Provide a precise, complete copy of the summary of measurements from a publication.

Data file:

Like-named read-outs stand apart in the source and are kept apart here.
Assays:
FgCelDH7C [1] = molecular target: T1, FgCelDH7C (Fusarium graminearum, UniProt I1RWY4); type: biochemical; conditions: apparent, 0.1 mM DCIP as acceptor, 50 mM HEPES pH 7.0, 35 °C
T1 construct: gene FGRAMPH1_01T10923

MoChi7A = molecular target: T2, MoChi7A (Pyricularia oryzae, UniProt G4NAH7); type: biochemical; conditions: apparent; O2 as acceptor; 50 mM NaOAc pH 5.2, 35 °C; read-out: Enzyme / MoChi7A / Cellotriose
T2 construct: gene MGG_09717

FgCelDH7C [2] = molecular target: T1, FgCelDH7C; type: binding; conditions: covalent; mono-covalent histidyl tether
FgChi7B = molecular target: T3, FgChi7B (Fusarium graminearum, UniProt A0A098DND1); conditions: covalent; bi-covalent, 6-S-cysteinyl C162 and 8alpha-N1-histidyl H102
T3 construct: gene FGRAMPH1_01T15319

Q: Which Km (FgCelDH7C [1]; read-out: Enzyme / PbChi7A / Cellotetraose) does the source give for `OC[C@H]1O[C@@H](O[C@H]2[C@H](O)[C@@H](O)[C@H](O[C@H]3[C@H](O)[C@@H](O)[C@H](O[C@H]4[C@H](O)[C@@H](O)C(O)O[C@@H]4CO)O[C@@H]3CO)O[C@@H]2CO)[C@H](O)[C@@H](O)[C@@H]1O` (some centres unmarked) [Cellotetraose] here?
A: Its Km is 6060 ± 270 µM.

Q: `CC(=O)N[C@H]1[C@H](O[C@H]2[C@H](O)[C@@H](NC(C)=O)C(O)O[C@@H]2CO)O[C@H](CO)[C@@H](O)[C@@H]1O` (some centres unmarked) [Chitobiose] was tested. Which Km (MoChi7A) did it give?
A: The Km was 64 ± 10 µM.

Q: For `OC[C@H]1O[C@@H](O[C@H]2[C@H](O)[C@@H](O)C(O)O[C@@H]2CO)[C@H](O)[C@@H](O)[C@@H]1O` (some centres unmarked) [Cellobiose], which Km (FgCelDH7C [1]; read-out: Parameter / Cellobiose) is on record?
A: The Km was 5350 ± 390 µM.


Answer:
Like-named read-outs stand apart in the source and are kept apart here.
Assays:
FgCelDH7C [1] = molecular target: T1, FgCelDH7C (Fusarium graminearum, UniProt I1RWY4); type: biochemical; conditions: apparent, 0.1 mM DCIP as acceptor, 50 mM HEPES pH 7.0, 35 °C
T1 construct: gene FGRAMPH1_01T10923

MoChi7A = molecular target: T2, MoChi7A (Pyricularia oryzae, UniProt G4NAH7); type: biochemical; conditions: apparent; O2 as acceptor; 50 mM NaOAc pH 5.2, 35 °C; read-out: Enzyme / MoChi7A / Cellotriose
T2 construct: gene MGG_09717

FgCelDH7C [2] = molecular target: T1, FgCelDH7C; type: binding; conditions: covalent; mono-covalent histidyl tether
FgChi7B = molecular target: T3, FgChi7B (Fusarium graminearum, UniProt A0A098DND1); conditions: covalent; bi-covalent, 6-S-cysteinyl C162 and 8alpha-N1-histidyl H102
T3 construct: gene FGRAMPH1_01T15319

Q: Which Km (FgCelDH7C [1]; read-out: Enzyme / PbChi7A / Cellotetraose) does the source give for `OC[C@H]1O[C@@H](O[C@H]2[C@H](O)[C@@H](O)[C@H](O[C@H]3[C@H](O)[C@@H](O)[C@H](O[C@H]4[C@H](O)[C@@H](O)C(O)O[C@@H]4CO)O[C@@H]3CO)O[C@@H]2CO)[C@H](O)[C@@H](O)[C@@H]1O` (some centres unmarked) [Cellotetraose] here?
A: Its Km is 6060 ± 270 µM.

Q: `CC(=O)N[C@H]1[C@H](O[C@H]2[C@H](O)[C@@H](NC(C)=O)C(O)O[C@@H]2CO)O[C@H](CO)[C@@H](O)[C@@H]1O` (some centres unmarked) [Chitobiose] was tested. Which Km (MoChi7A) did it give?
A: The Km was 64 ± 10 µM.

Q: For `OC[C@H]1O[C@@H](O[C@H]2[C@H](O)[C@@H](O)C(O)O[C@@H]2CO)[C@H](O)[C@@H](O)[C@@H]1O` (some centres unmarked) [Cellobiose], which Km (FgCelDH7C [1]; read-out: Parameter / Cellobiose) is on record?
A: The Km was 5350 ± 390 µM.